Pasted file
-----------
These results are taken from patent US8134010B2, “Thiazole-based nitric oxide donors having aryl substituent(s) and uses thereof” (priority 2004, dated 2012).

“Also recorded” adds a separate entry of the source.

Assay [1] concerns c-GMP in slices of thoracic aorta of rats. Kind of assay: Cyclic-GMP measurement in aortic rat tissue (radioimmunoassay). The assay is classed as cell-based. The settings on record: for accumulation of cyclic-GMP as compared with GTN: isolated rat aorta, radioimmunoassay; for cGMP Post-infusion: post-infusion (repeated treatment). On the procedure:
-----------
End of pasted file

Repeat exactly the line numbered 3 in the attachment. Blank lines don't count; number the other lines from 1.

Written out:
Assay [1] concerns c-GMP in slices of thoracic aorta of rats. Kind of assay: Cyclic-GMP measurement in aortic rat tissue (radioimmunoassay). The assay is classed as cell-based. The settings on record: for accumulation of cyclic-GMP as compared with GTN: isolated rat aorta, radioimmunoassay; for cGMP Post-infusion: post-infusion (repeated treatment). On the procedure: